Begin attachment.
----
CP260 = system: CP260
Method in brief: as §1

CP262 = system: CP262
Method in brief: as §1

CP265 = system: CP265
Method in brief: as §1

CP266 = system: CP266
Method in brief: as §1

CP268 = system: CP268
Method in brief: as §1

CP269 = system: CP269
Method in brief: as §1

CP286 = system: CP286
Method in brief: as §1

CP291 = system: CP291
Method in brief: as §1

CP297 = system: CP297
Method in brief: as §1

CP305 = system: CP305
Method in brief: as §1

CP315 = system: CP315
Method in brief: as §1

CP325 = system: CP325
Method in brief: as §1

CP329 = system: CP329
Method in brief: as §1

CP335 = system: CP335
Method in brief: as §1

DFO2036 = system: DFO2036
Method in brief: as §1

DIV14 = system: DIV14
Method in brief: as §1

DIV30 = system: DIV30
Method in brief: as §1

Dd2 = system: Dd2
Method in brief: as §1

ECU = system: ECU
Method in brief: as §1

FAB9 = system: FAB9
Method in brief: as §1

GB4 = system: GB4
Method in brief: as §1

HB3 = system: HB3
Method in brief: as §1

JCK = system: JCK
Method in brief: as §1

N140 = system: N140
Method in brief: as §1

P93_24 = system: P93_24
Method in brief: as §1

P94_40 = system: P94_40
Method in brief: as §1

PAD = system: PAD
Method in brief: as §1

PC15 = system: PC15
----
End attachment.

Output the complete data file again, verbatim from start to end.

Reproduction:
CP260 = system: CP260
Method in brief: as §1

CP262 = system: CP262
Method in brief: as §1

CP265 = system: CP265
Method in brief: as §1

CP266 = system: CP266
Method in brief: as §1

CP268 = system: CP268
Method in brief: as §1

CP269 = system: CP269
Method in brief: as §1

CP286 = system: CP286
Method in brief: as §1

CP291 = system: CP291
Method in brief: as §1

CP297 = system: CP297
Method in brief: as §1

CP305 = system: CP305
Method in brief: as §1

CP315 = system: CP315
Method in brief: as §1

CP325 = system: CP325
Method in brief: as §1

CP329 = system: CP329
Method in brief: as §1

CP335 = system: CP335
Method in brief: as §1

DFO2036 = system: DFO2036
Method in brief: as §1

DIV14 = system: DIV14
Method in brief: as §1

DIV30 = system: DIV30
Method in brief: as §1

Dd2 = system: Dd2
Method in brief: as §1

ECU = system: ECU
Method in brief: as §1

FAB9 = system: FAB9
Method in brief: as §1

GB4 = system: GB4
Method in brief: as §1

HB3 = system: HB3
Method in brief: as §1

JCK = system: JCK
Method in brief: as §1

N140 = system: N140
Method in brief: as §1

P93_24 = system: P93_24
Method in brief: as §1

P94_40 = system: P94_40
Method in brief: as §1

PAD = system: PAD
Method in brief: as §1

PC15 = system: PC15